General information: First Jewish presence: 1288; peak Jewish population: 116 in 1874; Jewish population in 1933: 83
Summary: In 1800, a few Jewish cattle traders settled in Kempen; by 1812, a dozen Jewish families lived there. The community established a cemetery (in use until 1942) and a Jewish private school in 1810 and 1826, respectively. According to records, the old synagogue on Judenstrasse (“Jews’ street”) was later replaced by a new building on Umstrasse. Although several local Jewish families were able to flee Germany after 1933, most were still living there on Pogrom Night (November 1938), when they helplessly watched the SS burn down the synagogue. After the war, three of the culprits were sentenced to prison terms. At least 35 Kempen Jews perished in the Shoah. In 1960, a memorial tablet listing the names of the victims was unveiled at the former synagogue site.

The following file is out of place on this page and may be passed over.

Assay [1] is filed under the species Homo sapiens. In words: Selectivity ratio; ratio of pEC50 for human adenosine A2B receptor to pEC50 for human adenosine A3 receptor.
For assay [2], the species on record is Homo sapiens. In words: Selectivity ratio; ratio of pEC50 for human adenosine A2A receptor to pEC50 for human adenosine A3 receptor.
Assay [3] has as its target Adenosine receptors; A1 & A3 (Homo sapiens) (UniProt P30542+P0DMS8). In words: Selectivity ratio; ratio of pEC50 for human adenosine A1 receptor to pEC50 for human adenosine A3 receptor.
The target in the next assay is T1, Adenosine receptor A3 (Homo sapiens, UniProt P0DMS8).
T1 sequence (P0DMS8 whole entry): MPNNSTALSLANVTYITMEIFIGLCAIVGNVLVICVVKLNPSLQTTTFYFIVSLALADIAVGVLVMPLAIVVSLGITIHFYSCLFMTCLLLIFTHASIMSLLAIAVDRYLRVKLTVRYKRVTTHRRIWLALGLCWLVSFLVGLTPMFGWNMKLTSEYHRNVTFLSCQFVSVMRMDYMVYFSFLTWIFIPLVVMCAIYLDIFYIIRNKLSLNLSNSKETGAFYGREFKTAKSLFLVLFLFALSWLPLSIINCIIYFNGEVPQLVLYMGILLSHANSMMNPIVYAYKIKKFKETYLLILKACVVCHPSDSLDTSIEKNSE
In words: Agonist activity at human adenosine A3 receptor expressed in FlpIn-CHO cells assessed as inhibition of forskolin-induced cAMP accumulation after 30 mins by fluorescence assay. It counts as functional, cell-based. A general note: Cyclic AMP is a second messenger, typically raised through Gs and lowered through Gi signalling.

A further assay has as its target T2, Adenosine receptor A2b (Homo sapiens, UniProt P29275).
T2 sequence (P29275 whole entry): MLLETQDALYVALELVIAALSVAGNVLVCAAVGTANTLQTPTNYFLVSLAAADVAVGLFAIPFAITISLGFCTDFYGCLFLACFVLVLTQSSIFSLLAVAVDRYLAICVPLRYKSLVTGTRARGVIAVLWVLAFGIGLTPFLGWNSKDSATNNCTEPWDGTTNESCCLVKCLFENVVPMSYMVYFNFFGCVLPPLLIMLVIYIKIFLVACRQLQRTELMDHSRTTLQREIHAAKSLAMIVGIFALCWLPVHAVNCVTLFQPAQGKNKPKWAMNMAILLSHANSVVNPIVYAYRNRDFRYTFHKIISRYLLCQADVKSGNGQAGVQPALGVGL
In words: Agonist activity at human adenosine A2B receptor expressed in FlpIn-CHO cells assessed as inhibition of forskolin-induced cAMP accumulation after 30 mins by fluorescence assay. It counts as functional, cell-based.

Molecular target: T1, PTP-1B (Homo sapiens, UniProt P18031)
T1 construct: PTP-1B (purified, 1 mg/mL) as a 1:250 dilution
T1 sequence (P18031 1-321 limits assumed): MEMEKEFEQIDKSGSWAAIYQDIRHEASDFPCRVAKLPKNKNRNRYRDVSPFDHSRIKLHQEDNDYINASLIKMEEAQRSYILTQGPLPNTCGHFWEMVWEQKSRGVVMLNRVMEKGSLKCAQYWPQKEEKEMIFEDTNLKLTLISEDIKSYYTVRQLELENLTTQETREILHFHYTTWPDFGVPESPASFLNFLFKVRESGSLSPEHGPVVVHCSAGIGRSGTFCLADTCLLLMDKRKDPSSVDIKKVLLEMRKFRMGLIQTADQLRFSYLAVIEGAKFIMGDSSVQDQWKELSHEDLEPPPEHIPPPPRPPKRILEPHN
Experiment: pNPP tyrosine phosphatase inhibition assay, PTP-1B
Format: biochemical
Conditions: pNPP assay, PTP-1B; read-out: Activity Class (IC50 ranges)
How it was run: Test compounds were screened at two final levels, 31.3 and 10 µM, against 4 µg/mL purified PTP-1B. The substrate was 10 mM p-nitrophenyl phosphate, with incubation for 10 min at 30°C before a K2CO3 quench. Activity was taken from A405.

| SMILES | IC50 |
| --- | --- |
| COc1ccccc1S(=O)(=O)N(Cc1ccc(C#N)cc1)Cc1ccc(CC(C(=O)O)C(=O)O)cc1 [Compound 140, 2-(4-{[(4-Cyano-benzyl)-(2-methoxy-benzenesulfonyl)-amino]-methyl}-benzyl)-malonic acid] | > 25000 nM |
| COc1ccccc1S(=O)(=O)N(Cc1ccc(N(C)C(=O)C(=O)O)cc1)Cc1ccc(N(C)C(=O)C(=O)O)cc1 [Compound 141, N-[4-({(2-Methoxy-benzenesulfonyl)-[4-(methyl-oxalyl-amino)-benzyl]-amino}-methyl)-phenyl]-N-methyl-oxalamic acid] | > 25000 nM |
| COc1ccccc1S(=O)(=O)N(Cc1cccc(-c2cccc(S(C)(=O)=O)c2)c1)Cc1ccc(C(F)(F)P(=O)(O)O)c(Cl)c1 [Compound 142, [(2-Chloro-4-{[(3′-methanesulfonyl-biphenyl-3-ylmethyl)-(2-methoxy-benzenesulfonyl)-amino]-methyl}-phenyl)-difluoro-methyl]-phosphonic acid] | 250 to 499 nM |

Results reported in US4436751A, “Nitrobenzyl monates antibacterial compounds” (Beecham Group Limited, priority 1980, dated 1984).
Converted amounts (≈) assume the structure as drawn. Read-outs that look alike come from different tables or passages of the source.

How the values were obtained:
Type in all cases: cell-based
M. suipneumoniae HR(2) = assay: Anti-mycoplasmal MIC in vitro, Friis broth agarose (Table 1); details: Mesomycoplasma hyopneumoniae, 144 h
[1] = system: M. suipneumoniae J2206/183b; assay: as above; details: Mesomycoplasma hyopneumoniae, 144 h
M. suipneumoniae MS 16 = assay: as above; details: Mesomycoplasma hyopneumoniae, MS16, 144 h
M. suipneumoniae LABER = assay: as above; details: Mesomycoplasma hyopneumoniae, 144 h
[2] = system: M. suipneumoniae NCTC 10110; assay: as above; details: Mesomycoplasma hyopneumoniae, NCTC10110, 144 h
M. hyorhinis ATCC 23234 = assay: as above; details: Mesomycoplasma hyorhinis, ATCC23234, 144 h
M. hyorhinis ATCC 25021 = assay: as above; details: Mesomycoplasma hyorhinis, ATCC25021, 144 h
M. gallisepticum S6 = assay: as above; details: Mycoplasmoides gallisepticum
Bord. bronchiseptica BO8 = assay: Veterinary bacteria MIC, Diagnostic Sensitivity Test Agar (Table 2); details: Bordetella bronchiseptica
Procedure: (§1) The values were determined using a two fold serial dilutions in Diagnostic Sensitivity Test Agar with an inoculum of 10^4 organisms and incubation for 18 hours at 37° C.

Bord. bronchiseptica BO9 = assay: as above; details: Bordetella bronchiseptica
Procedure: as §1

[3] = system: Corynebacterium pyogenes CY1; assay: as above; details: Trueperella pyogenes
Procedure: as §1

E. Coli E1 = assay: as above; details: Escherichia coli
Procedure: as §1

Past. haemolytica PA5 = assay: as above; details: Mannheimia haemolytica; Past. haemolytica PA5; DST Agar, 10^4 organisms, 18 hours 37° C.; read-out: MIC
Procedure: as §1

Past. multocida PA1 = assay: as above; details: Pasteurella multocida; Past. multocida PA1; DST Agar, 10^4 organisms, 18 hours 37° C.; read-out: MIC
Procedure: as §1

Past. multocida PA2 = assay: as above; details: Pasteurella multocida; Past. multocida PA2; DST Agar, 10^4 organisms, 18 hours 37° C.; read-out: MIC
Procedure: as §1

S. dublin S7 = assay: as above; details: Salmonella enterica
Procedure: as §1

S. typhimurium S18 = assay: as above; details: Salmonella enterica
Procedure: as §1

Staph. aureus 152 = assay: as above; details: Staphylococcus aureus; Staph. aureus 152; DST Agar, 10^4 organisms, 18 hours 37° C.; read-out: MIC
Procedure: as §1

Photo: The interior of the synagogue of Kempen. Courtesy of: Leo Baeck Institute, New York.
Author / Sources: Harold Slutzkin
Sources: LJG, SG-NRW